Computer Forensics
Assess, Protect & Recover Your
Technical Assets

An increasing number of court cases are being decided based on the identification, collection, preservation, examination, and analysis of computer evidence, known as computer forensics. Personal computers have become important sources of evidence in cases involving white-collar crime and fraud, as well as other illegal activities. Next Horizon’s computer forensics team possesses the knowledge and expertise to retrieve and evaluate electronic data that may affect your company in a legal case, or that has been lost, moved or hidden, whether accidentally or on purpose.

Next Horizon uses sophisticated software
to view and analyze information that cannot be accessed by the ordinary user.

Forensics Expertise

Harry Ellis III, Vice President of Information Technology and Senior Network Engineer at Next Horizon, received his master’s degree in computer forensics from the University of Central Florida and is an expert in the tools and techniques used to extract computer evidence that is admissible in court.

The Next Horizon Computer Forensics team possesses knowledge of all aspects of computer systems and can assist your company with the safe extraction of electronic data, even if the data has been destroyed or hidden.

Recovered Data Sources

Next Horizon’s computer forensics engineers are trained to recover data from many sources including computer hard drives, USB flash drives/memory sticks and storage taps. Any data evidence stored in the form of magnetically encoded information may be recoverable. Contact Next Horizon today to discuss how our computer forensics services can help recover important computer data.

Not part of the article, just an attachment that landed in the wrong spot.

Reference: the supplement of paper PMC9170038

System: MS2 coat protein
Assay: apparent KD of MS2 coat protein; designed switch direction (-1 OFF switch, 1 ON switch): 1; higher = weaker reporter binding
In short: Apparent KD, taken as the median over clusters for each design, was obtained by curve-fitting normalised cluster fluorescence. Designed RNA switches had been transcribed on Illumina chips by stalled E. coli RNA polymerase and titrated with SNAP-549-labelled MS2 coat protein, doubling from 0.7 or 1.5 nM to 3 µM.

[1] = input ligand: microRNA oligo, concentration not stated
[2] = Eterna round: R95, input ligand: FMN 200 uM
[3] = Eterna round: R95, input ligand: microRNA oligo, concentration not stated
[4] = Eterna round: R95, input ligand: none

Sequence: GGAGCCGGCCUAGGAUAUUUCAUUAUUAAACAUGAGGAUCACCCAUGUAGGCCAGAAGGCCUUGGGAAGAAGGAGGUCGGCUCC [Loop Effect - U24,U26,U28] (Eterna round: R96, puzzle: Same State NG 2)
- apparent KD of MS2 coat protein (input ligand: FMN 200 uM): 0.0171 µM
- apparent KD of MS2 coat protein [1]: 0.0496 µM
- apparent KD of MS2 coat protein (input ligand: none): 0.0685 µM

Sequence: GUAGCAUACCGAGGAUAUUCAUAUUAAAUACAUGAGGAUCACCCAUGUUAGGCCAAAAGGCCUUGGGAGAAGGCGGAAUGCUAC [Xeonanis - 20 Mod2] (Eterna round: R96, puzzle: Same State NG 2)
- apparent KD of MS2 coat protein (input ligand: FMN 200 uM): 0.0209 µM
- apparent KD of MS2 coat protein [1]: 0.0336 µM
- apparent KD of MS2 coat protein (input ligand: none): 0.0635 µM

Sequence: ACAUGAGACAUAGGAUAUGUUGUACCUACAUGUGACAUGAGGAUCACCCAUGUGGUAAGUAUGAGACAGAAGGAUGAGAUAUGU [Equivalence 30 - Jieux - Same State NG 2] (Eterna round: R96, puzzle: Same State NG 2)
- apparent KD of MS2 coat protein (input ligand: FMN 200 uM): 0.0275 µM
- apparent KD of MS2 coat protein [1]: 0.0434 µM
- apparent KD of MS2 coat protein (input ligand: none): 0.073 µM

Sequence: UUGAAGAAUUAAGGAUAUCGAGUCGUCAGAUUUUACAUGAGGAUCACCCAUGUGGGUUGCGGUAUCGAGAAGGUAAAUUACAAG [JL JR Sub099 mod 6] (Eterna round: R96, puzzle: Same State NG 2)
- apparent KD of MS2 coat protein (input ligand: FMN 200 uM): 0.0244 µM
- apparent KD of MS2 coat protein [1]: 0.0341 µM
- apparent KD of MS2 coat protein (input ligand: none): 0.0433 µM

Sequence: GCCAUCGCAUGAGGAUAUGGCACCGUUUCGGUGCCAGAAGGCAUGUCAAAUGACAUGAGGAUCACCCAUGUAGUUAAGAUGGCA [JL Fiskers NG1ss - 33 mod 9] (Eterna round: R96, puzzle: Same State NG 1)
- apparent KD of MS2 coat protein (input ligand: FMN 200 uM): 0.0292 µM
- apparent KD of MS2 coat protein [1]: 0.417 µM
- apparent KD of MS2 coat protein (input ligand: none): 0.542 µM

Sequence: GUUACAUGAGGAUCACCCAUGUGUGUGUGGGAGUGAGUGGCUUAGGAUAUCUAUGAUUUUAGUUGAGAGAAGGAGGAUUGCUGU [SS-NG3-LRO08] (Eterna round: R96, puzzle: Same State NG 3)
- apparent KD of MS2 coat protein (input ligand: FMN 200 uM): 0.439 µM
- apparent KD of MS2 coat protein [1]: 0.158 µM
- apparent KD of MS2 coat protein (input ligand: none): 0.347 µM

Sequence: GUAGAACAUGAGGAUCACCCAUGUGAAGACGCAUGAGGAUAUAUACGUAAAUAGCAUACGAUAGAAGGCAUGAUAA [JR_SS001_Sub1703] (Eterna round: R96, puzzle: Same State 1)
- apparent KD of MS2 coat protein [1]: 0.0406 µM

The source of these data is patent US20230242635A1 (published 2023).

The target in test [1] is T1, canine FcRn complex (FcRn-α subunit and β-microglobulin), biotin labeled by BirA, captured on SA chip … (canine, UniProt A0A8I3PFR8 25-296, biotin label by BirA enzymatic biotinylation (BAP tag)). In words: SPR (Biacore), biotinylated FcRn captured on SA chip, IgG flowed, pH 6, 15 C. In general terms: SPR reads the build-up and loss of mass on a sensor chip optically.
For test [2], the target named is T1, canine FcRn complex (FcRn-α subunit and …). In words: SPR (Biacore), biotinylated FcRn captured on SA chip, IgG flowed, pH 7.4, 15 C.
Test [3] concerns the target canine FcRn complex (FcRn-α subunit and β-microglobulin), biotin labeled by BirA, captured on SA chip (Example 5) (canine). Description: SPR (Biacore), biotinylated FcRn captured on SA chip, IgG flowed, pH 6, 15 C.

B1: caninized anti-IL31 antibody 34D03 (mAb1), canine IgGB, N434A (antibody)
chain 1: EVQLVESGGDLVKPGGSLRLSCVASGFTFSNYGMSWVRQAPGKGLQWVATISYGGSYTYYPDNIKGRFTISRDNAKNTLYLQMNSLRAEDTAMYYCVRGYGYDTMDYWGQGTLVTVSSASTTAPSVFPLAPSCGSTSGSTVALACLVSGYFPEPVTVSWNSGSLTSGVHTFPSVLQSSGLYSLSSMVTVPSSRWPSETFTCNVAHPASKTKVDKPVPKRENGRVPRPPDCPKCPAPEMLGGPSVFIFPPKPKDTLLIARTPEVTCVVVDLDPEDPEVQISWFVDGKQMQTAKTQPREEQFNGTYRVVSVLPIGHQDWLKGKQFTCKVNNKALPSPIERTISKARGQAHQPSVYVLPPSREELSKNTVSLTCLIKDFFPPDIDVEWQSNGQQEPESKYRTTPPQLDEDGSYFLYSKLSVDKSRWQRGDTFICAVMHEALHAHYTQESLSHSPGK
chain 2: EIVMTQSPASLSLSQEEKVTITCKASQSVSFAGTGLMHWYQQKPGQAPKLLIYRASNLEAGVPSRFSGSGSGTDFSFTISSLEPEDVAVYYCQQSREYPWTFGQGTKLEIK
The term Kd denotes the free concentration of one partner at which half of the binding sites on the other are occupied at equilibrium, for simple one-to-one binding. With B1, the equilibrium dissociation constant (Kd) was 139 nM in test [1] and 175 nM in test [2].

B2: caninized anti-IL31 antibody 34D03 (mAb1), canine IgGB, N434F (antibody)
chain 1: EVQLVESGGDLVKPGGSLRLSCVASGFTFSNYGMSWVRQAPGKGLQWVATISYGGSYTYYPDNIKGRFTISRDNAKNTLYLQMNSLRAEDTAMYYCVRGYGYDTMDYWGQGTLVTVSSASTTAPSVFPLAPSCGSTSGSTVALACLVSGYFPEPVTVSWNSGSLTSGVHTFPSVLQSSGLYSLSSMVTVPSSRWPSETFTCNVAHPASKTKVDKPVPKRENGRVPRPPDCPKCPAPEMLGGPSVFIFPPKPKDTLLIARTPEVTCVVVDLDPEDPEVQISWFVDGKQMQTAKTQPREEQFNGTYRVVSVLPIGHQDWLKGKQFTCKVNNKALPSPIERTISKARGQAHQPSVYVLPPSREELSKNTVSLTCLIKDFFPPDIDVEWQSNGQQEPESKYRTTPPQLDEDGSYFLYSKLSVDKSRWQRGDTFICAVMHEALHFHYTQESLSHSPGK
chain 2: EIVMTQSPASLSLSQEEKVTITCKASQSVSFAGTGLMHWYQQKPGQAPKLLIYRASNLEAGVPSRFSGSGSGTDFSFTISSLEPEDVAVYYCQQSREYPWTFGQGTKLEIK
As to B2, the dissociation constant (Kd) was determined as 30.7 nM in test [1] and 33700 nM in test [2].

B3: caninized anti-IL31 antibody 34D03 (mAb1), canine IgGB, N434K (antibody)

Computer Forensics Articles
From Our ProCorner Blog

Windows XPs 6 month End of Life deadline

Now that we are closing in on November, users of Microsofts Windows XP operating system now have six months left to act before Microsoft closes off all support, including Windows updates, to the now 13-year-old operating system on April 8, 2014. What does this exactly mean for consumer and enterprise-level users still using XP? Increased […] Read More


How the web has turned into a virtual battlefield

A graphical representation of a DDoS-style attack on a target website. The internet is one of the modern worlds most utilized technologies today, with over 2 billion users accessing web content and services via computers and mobile devices every day. It now only makes sense that more and more nefarious individuals and organizations are utilizing […] Read More


United States Constitution vs. Your Hard Drive

Data encryption is not like a wall safe or a key lock that is physical per say where we can require or subpoena a key. If we subpoena an individual they can plead the 5 amendment which protects a persons right for self-incrimination. Read More


Think about it: Trust-based marketing

Trust plays a central part in consumers to overcome threats of security on the web. However, does the latest marketing trend of site seals actually diminish this threat or play a more active role of deception and sense of false security when it comes to consumers sharing personal information. Read More


Exploited: The buffer overflow

Many people ask, how do Hackers do what they do? How do they gain access to systems? Well basically they probe and prod until they find a vulnerability. The most common vulnerability is a buffer overflow of poorly written software. Remember most real hackers do not want to crash a system, they want control of […] Read More


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